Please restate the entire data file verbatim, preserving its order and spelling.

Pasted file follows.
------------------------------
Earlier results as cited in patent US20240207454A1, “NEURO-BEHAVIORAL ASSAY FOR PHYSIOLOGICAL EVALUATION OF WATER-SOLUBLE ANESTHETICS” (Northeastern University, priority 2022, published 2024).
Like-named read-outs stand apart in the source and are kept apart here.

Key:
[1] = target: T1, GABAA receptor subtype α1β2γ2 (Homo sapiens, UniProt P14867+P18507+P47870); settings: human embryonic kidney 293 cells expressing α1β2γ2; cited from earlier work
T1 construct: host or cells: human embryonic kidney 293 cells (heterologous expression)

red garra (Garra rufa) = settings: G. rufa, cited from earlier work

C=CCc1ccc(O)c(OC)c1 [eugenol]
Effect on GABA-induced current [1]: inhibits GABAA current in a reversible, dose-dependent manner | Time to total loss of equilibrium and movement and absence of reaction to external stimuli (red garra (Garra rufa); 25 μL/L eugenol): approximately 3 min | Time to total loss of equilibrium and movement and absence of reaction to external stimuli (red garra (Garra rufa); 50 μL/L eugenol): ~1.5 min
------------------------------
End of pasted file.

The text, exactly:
Earlier results as cited in patent US20240207454A1, “NEURO-BEHAVIORAL ASSAY FOR PHYSIOLOGICAL EVALUATION OF WATER-SOLUBLE ANESTHETICS” (Northeastern University, priority 2022, published 2024).
Like-named read-outs stand apart in the source and are kept apart here.

Key:
[1] = target: T1, GABAA receptor subtype α1β2γ2 (Homo sapiens, UniProt P14867+P18507+P47870); settings: human embryonic kidney 293 cells expressing α1β2γ2; cited from earlier work
T1 construct: host or cells: human embryonic kidney 293 cells (heterologous expression)

red garra (Garra rufa) = settings: G. rufa, cited from earlier work

C=CCc1ccc(O)c(OC)c1 [eugenol]
Effect on GABA-induced current [1]: inhibits GABAA current in a reversible, dose-dependent manner | Time to total loss of equilibrium and movement and absence of reaction to external stimuli (red garra (Garra rufa); 25 μL/L eugenol): approximately 3 min | Time to total loss of equilibrium and movement and absence of reaction to external stimuli (red garra (Garra rufa); 50 μL/L eugenol): ~1.5 min